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Joy Crombie

1948-1949 / NZBTI Diploma (Queen Street Campus)

Joy was born in Auckland and grew up on the third floor of the Auckland Ferry Building where her father was caretaker. There was little thought of Christianity in her home as her parents were more interested in horse racing and gambling. But deep within, Joy had a longing to know God herself. She was later convinced that it was the prayers of her faithful grandmother who influenced that longing.[1] In 1941, Joy accepted Christ as her Saviour at a Crusader Camp at Willow Park, a month before her 16th birthday.

After training as a nurse, Joy applied to study at the NZ Bible Training Institute. In her application she stated: “I know I have been trained to serve. I love the Lord because he first loved me”, and “having completed my nursing course my eyes are now turned to something else, that I may further equip myself for a life of service wherever He leads”. Her parents were opposed to her application, thinking it a waste of time.

Towards the end of her two years at NZBTI, former students and now missionaries Jack and Vera Nicholson from the Sudan Interior Mission (now SIM) came to address the students. It was then that Joy made the decision to go to Ethiopia with SIM. After graduation, she completed six months’ maternity training and set sail for Africa on 20 October 1950.

For the next 27 years Joy worked in 13 mission stations, mainly among people of the Muslim and animist faiths, giving curative and preventative care. Stationed in rural areas she essentially did the work of a doctor and was called “Lady Doctor” by the locals. On one occasion she had to amputate a leg after a shooting accident. During the “Ethiopian Red Terror”, a violent communist uprising, Joy was held under virtual house arrest before being forced to leave the country in 1977. At the time she left, there were an estimated 200 believers within the tribe she was serving in – by 1990 there were around 10,000 Christians.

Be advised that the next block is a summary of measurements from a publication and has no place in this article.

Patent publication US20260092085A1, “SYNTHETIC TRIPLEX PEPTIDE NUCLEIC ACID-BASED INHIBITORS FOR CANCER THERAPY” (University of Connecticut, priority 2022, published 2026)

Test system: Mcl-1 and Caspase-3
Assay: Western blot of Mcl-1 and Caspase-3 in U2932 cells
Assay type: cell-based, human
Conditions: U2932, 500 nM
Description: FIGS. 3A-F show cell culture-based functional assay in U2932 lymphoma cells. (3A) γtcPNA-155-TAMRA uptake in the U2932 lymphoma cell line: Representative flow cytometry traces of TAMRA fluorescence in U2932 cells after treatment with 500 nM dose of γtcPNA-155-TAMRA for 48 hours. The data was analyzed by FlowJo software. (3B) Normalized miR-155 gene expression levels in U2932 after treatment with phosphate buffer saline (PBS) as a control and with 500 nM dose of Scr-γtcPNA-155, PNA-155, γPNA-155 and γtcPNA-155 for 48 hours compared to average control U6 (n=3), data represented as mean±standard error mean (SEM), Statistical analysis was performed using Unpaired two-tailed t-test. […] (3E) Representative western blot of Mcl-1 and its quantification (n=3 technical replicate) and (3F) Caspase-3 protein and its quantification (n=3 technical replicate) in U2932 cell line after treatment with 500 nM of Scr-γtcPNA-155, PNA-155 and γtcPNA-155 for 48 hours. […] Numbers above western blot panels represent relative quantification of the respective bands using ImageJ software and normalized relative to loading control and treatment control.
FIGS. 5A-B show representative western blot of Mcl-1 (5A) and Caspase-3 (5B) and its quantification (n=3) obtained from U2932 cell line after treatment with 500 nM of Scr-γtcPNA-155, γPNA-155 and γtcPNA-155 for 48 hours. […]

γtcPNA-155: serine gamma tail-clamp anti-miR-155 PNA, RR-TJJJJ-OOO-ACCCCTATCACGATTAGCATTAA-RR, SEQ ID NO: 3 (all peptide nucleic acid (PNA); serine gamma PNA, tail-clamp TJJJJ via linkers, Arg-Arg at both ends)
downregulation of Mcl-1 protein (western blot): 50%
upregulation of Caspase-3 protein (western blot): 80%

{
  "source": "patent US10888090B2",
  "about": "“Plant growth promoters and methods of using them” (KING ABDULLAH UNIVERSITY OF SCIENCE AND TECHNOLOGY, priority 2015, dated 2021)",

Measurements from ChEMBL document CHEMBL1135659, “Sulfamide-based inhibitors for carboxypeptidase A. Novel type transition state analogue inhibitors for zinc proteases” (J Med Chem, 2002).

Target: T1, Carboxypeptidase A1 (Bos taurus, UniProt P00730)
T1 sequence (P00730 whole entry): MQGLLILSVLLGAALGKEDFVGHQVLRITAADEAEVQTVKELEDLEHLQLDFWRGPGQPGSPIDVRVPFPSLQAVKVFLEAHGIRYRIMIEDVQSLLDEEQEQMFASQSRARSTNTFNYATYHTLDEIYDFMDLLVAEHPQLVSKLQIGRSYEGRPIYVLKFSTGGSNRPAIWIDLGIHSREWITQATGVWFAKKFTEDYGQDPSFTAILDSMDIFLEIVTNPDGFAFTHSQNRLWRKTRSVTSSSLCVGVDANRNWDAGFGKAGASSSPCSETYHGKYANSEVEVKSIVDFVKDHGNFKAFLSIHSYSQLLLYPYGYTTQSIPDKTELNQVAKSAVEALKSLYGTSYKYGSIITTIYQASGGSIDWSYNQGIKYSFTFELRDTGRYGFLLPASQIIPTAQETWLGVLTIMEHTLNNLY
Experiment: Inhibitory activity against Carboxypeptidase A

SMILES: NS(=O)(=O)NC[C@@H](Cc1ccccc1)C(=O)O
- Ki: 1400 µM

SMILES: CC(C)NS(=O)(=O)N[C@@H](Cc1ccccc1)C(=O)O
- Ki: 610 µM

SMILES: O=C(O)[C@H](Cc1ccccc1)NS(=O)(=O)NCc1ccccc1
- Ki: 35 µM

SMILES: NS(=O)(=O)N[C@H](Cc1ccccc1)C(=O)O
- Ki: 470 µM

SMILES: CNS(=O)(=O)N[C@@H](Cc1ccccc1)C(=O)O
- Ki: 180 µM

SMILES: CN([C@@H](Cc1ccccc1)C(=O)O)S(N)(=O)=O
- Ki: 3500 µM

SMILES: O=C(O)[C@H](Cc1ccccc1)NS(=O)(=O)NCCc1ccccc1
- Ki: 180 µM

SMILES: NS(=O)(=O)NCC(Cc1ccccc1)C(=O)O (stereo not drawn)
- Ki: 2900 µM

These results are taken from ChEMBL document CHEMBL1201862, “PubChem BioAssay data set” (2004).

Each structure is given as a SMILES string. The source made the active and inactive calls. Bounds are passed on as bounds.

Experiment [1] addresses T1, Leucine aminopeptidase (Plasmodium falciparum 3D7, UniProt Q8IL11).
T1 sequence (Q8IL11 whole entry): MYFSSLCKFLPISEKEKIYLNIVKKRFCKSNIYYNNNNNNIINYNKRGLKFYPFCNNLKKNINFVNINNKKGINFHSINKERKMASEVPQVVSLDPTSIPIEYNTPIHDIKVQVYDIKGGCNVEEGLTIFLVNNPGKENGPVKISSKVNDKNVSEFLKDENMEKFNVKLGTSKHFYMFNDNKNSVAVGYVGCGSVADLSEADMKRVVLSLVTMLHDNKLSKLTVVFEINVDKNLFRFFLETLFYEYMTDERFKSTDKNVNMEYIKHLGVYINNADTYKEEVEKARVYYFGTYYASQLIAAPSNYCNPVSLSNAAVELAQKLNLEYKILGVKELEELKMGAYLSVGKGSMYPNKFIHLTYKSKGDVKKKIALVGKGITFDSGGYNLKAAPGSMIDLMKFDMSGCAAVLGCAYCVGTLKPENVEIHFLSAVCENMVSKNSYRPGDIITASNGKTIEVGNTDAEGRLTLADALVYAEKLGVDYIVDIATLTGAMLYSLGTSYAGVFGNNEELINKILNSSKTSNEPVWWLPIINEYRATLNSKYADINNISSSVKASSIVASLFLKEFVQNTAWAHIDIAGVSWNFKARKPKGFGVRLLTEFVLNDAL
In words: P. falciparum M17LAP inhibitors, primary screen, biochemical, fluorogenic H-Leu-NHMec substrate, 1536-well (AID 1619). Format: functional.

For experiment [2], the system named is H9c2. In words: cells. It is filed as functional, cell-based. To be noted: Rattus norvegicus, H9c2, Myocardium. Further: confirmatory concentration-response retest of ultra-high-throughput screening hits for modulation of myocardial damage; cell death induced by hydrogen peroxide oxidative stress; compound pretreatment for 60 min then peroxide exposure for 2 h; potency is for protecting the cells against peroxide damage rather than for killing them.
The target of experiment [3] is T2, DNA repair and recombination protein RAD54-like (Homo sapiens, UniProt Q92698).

Joy remained in New Zealand for two years, using that time to complete a nine-month midwifery course, and a 10-week refresher study programme at her old training institute, now Bible College of New Zealand. During that time Joy heard of the need for an experienced nurse to serve at a large SIM hospital in Monrovia, the capital of Liberia. So, in November 1979, aged 54, she set off to a new country and new culture. After some time working in the hospital, Joy moved 200 miles north of Monrovia to work in preventative health care in rural Gondo Town. With qualified dentists rarely found outside of the cities, Joy was also called on to use her basic dentistry skills - her record was 111 tooth extractions in two days!

By 1990, civil war was about to erupt and Joy’s planned home assignment was brought forward two weeks earlier than planned. Within months all SIM missionaries were evacuated from Liberia. Joy returned to Africa once again in the mid-1990s – back to Ethiopia 45 years after she first arrived. Now aged 70, Joy stayed for three years as a medical research writer before her visa expired and she returned to NZ to retire in Kaitaia.

Joy entered the presence of her Saviour on 16 January 2016 at age 90.

[1] Sue Hungerford with Joy Crombie, Marching with Joy: The Story of Joy Crombie’s 45 years serving with SIM in Ethiopia and Liberia (SIM NZ, 1999), 9.

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